Wednesday, 29 March 2017

Albert Hall, Launceston

The Albert Hall was designed by local architect John Duncan and built by J.T Farmils at a cost of 14,000 pounds in 1891 to house the Tasmanian Industrial Exhibition of 1891-92. The exhibition ran for four months and attracted over 260,000 people. The exhibition itself was designed to ease the social misery caused by the depression of the 1880's. The corner stone was laid by Samuel John Sutton, Esq.  Mayor of Launceston on 2April 1890 and the opening ceremony in November 1891, was preceded by a parade 10 city blocks long, led by the Mayor John Gould on a white horse.

The Albert Hall is one of Launceston's most significant heritage buildings due to its high degree of heritage value that is attributed to the Classical Victorian style of monumental public architecture. The Hall covers an area of 14,000 square feet and was recognized at the time as the world’s 11th largest building.

The Brindley Air Organ, situated in the Great Hall is Australia's largest surviving organ pre-dating 1860. Built of local timbers including blackwood and huon pine, the organ's bellows are lined with original kangaroo skin. Believed to be the only one of its type in the world when installed in the Mechanics Institute, the organ originally was hand blown by two strong men or one exceptionally strong man. In being relocated to the Albert Hall in 1892, a water-powered bellows mechanism, and a new Blackwood front, was installed by Fincham and Hobday of Launceston.

The firm comprehensively restored the instrument at a cost of £370 and provided a new case in Tasmanian blackwood, incorporating 33 non-speaking pipes, all elaborately stenciled. The hydraulic engine, made by Thomas Melvin & Sons, St. Rollox Iron Works, Glasgow Patent, with index dial at the console, was installed at this time and is connected to a set of vertical generator bellows.  The original tonal scheme appears not to have been modified by Fincham & Hobday, although a scheme for minor alterations exists in the firm’s records.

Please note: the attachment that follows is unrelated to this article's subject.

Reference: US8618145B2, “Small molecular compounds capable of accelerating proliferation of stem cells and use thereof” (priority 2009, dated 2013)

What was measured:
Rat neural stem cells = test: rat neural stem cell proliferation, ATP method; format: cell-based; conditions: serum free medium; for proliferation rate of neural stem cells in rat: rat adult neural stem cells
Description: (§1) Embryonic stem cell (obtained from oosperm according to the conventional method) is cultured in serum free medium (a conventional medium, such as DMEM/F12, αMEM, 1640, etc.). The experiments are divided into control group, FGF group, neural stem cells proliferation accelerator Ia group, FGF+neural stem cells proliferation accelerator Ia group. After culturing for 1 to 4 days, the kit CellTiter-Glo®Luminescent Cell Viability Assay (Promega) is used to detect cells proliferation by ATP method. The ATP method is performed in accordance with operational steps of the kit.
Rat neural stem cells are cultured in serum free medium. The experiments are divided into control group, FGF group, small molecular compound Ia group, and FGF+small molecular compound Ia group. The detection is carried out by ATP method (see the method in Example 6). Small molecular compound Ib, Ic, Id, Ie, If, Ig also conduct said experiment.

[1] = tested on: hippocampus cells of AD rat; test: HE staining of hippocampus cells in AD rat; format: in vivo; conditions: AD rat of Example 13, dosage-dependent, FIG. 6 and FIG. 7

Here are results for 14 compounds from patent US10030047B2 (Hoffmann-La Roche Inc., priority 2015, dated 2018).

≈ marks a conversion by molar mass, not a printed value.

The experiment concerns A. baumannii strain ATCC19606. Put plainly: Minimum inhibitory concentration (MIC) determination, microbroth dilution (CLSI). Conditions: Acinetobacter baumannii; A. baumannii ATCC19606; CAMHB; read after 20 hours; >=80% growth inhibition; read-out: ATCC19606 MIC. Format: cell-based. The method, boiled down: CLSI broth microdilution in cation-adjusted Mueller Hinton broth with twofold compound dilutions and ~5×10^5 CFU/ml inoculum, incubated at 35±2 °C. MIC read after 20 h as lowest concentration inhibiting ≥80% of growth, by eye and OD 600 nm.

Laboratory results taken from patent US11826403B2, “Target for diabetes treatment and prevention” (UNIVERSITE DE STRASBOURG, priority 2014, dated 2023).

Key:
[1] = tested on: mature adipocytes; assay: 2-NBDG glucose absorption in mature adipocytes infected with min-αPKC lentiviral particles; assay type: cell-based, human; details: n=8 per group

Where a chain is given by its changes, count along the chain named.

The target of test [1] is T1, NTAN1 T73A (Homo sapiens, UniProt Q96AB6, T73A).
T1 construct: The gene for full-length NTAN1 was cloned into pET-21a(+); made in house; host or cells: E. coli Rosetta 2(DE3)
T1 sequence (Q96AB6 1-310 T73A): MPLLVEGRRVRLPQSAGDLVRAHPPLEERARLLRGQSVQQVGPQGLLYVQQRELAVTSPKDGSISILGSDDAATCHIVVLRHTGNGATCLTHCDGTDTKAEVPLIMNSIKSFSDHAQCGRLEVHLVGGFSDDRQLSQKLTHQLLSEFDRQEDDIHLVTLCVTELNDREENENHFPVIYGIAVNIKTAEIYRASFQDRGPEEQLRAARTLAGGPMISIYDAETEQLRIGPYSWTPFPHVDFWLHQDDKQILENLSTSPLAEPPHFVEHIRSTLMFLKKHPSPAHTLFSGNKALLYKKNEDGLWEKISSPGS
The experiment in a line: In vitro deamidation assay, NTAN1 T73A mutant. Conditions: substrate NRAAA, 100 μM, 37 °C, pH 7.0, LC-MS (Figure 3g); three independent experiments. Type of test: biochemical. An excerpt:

Following a period of sad neglect, when the instrument became unplayable, it was completely restored by Keith Davis of Launceston and this work was completed in 1980.  The actions and soundboards were restored, a new electric blower fitted to supplement the restored hydraulic engine, and the pipework repaired and fitted with tuning slides.  The final regulation of the pipework was carried out by George Fincham & Sons, Melbourne, with Knud Smenge responsible for the tonal finishing.

The Albert Hall has been used for exhibitions, balls, concerts, religious and political rallies, sporting events, and disaster relief during the 1929 flood. Situated on the corner of Tamar and Cimitiere Streets, the Albert Hall is owned by the Launceston City Council and currently operated by the TLA Group.

The Albert Hall is a landmark of Launceston and has strong ties to the local community and is one of the largest convention venues in the region. The Great Hall, Tamar Valley and John Duncan rooms are hired for a vast array of events, from school balls, university graduations and awards nights, to antiques fairs, concerts and major conferences. There is also an adjacent cafe overlooking City Park.

Main Text & Information Source –
Australian Heritage Database

1 comment:

  1. Good on Launceston for mounting the Tasmanian Industrial Exhibition of 1891-92, a successor to Prince Albert's Great Industrial Exhibition in 1851. I bet the local council was delighted when the exhibition attracted 260,000+ locals and visitors.

    Melbourne built the grand Exhibition Building for our 1880 World Fair and thankfully it still stands. Not too many specially built exhibition buildings around the world survived.

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